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The assumption is that his substantial purchases are for a British residence but wherever his abode is he will have, as well as an impressive rotunda, a magnificent pair of gates leading into the grounds and a stunning library inside, or adjacent to, the big house. The early 20th century cast and wrought iron gates, each 10ft 8in high by 6ft 3in wide (2.20 x 1.87m) were stamped for the famous Hart Son Pearl & Co foundry and, with their panelled lower sections cast in relief with Birmingham’s coat of arms, once guarded the city’s huge Smithfield fruit and vegetable market until it was demolished during the corporation’s fit of architectural madness in the early ’60s.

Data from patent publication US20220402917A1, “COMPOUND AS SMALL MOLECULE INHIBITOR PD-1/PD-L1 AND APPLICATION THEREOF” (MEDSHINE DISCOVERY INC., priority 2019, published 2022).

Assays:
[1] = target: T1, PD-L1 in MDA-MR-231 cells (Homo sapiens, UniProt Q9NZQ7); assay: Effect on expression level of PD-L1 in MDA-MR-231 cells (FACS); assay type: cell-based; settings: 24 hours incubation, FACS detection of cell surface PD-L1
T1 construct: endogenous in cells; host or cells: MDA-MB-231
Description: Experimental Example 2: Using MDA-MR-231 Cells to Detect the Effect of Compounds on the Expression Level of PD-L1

Estimated at £7000-9000 they brought £11,000.

A sizeable purchase, they were dwarfed in volume by the Middle Eastern buyer’s earlier buy – some 100 tons of leather covered library shelving and skeleton ironwork which once held some 1,500,000 volumes in the late, and oft lamented, Reading Room of the British Museum. Originally designed by Sydney Smirke and erected between 1854 and 1857, they saw alterations over the years – the cast iron stacks being rebuilt at various stages.

Nevertheless there was history bound up in them and they were, of course, unique. Naturally this gave Sotheby’s problems when it came to estimating the shelves put into the sale by British Heritage Development which had failed to sell the shelves themselves after the new British Library made them redundant and were getting fed up of storage costs for 9000 square metres.

Eventually Sotheby’s settled on a £5000-10,000 estimate although they always knew that the right buyer would be essential given the size of the shelving and the need to build a new structure to accommodate it. The right buyer did come along but he faced no competition from a like-minded bidder and this remarkable section of Britain’s literary and political history went under the hammer at just £12,500.